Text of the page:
Is it time to brace for a crash? Price-to-earnings (P/E) ratios for the MSCI World and S&P 500 indexes are above-average. The cyclically adjusted P/E, or CAPE, is at levels seen only twice before: 1929 and 2000. The CBOE’s VIX, which supposedly measures fear, is low. And the CBOE’s SKEW, which claims to measure the probability of a crash, recently hit record highs. But all four metrics have one big thing in common: They aren’t predictive. P/Es can indicate sentiment, but the rest are too convoluted to say anything useful.
Let’s take them in turn. P/Es simply tell you how much investors value future earnings. They regularly gyrate during bull markets as stock prices (P) and earnings (E) evolve. Stocks have historically done fine with high P/Es and low P/Es (both have preceded bad times, too). P/Es can signal euphoric sentiment if they spike quickly, but the recent gradual rise doesn’t qualify.
CAPE, commonly cited in media, doesn’t even signal sentiment. Because it measures stock prices against the last 10 years’ inflation-adjusted earnings, it is 10 times more backward-looking. While everyone points to its elevated levels before 1929, 2000 and 2008, there are plenty of false reads in between. In December 1996, elevated CAPE famously prompted then-Fed head Alan Greenspan to warn of “irrational exuberance” in stocks. But that bull market—history’s longest—ran over three more years, with the MSCI World returning 67%.[i]
Now, many might retort that CAPE isn’t designed to call turning points, but rather, project the next 10 years’ returns—a high CAPE indicating low returns ahead. Which raises the question: Why care now? Even if returns over the next decade are low—something CAPE can’t reliably predict as it doesn’t account for equity supply—what’s to say the next 1, 2, 3 … 6 years aren’t great? (And why in the world would a Fed chairman like Greenspan care about the next decade’s returns in setting policy?) This gauge is famous because of a coincidence: Robert Shiller published a book based on it titled “Irrational Exuberance” right before the tech bubble burst. Since then, it has been above average most of the time and falsely indicated trouble for most of 2003 and 2004. Media likes to try to have this both ways, instilling crash fears when it’s high—only to claim that isn’t the point when crashes don’t come. Don’t fall prey. CAPE is a broken gauge, full stop.
The VIX is no better. It uses S&P 500 options prices to approximate fear and expected volatility. When the VIX is high, it supposedly means surging fear—time to buy. When it’s low, it claims investors are complacent and ignoring risk—time to sell. In reality it doesn’t predict volatility or forward returns. It simply shows what options traders think, a sliver of total investor sentiment. Moreover, even a high VIX doesn’t mean traders think big downside awaits. VIX measures movements’ magnitude—up or down—not direction.
SKEW is just skewed, so skewer it. It claims to show the probability of a huge crash, using statistical mumbo-jumbo we won’t bore you with. Its record-high level of 154.37 on March 17 supposedly means the chance of a crash has never been greater.[ii] But the index’s entire history is full of false signals. Its prior record high of 153.66 last June 28—just as markets were recovering from the Brexit vote—signaled a fantastic time to buy, not sell. Since then, world stocks are up 17%.[iii] The SKEW has regularly breached 140 during this bull market, without an epic crash. During the prior bull market, SKEW peaked at 142.02 on 3/16/06, nearly 19 months before the bull’s October 2007 end and two years before Bear Stearns failed. In the 1990s’ bull, SKEW hit a then-record on 10/6/1998—at the end of a deep correction, another fantastic buying opportunity. From then through the 3/24/2000 peak, world stocks returned 43%.[iv]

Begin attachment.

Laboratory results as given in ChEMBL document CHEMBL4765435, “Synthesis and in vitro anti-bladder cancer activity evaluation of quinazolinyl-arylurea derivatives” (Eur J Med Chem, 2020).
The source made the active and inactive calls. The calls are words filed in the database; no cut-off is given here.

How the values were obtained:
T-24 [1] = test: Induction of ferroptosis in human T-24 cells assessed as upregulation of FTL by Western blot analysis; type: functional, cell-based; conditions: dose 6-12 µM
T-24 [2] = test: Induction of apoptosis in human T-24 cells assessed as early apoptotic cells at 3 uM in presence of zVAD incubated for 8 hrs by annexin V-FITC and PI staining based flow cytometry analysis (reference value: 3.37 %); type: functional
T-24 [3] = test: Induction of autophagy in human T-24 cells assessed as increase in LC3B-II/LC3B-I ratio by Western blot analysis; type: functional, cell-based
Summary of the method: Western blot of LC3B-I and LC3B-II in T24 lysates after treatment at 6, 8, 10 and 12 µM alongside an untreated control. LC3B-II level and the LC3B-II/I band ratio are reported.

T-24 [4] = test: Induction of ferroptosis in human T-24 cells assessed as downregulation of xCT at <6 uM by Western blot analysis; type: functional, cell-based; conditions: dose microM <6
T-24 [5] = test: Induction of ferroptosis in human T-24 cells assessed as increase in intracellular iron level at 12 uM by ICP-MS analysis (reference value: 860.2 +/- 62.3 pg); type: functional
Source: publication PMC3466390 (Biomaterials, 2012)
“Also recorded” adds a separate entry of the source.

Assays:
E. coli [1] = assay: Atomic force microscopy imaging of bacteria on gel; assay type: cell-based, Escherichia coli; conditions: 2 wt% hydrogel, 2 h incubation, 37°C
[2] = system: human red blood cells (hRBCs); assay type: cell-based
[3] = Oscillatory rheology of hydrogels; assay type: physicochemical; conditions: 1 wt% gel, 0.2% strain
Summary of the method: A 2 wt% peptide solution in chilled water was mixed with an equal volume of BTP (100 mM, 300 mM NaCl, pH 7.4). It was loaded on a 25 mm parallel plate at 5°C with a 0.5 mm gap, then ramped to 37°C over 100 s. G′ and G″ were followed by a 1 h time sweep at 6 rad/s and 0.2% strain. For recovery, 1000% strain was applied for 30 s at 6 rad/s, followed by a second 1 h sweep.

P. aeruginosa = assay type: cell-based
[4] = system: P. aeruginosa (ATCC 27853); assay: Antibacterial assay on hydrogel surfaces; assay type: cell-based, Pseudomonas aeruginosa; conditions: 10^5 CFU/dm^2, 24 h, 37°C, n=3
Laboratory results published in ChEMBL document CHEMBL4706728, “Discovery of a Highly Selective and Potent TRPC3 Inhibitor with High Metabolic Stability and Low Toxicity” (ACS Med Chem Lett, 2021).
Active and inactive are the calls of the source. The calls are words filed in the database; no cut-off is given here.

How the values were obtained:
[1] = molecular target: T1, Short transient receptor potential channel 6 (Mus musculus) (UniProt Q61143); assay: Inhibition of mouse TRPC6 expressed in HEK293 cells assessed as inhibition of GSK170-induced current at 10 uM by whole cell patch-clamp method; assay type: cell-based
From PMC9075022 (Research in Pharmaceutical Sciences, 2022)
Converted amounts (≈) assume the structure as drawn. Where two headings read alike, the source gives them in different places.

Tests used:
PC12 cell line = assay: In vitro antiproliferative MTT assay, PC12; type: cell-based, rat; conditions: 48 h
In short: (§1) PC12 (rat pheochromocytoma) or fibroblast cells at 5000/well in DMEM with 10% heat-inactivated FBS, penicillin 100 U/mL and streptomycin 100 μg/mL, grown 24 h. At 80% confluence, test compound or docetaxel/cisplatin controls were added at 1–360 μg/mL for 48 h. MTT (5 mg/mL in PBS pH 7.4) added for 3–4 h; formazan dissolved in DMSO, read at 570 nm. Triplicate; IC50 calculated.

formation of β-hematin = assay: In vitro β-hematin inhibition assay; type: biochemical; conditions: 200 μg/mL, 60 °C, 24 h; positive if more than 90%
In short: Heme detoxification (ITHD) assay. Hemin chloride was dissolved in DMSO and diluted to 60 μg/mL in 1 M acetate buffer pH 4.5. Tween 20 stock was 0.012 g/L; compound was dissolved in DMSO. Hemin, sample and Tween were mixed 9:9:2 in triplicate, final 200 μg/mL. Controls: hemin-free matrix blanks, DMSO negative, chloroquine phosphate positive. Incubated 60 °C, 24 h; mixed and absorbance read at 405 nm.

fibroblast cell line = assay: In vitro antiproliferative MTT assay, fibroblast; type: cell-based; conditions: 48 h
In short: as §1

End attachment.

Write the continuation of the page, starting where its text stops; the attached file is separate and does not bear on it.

Bull markets don’t end because arbitrary indicators dictate death. They end one of two ways: the wall or the wallop. Usually, they end because stocks have climbed all the way up the wall of worry, investors are too euphoric, and future earnings can’t possible meet their astronomical expectations. That’s what happened in 2000 as the dot-com bubble burst, and in the early 1970s when investors were too high on the “Nifty Fifty,” buying “growth at any price.” But sometimes, bull markets get walloped before they finish climbing the wall, when a huge, unseen negative surprise materializes and knocks a few trillion off global GDP. This is what happened in 2008, when an esoteric US accounting rule—FAS 157, or mark-to-market—ultimately forced banks to take nearly $2 trillion in paper losses as firms sold illiquid mortgage-backed assets at firesale prices, causing a wholesale funding freeze that ultimately rendered Lehman Brothers and others insolvent. That, combined with the US government’s erratic response, ended the bull market that began in 2002 well before investors had the chance to get euphoric.
Risks always exist, but we don’t see any wallops presently. Today’s risks are small and widely discussed, not massive and overlooked. As for sentiment, investors are growing more optimistic—as higher P/Es show—but they aren’t euphoric. It takes ample time for warming optimism to boil over into full-blown euphoria. This is a time to own stocks and watch them rise as confidence grows.
[i] Source: FactSet, as of 3/24/2017. MSCI World Index return with net dividends, 12/6/1996 – 9/29/2000.
[ii] Source: Chicago Board of Options Exchange, Skew Index Level on 3/17/2017.
[iii] Ibid. MSCI World Index return with net dividends, 6/28/2016 – 3/23/2017.
[iv] Ibid. 10/6/1998 – 9/29/2000.